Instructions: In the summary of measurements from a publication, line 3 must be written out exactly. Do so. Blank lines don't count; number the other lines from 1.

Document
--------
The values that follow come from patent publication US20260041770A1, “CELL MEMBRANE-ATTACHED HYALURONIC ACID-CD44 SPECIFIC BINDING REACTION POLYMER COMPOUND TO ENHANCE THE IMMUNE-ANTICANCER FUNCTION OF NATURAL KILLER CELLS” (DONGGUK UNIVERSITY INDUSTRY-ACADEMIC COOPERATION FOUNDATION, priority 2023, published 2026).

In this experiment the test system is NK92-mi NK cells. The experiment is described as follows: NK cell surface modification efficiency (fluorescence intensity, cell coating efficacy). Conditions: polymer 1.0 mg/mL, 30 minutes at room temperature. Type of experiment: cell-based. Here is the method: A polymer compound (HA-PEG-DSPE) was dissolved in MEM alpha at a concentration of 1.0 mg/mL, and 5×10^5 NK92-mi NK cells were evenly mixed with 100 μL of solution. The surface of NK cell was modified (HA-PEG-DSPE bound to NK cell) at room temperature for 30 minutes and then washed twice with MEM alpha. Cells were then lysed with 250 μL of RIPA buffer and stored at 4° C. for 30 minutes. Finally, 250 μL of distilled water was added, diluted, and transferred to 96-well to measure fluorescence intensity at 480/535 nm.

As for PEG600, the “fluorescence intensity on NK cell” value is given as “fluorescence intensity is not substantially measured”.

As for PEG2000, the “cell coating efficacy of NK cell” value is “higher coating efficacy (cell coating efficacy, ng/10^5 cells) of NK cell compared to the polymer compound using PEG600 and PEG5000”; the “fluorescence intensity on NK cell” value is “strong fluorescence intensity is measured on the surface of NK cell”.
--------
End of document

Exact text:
As for PEG600, the “fluorescence intensity on NK cell” value is given as “fluorescence intensity is not substantially measured”.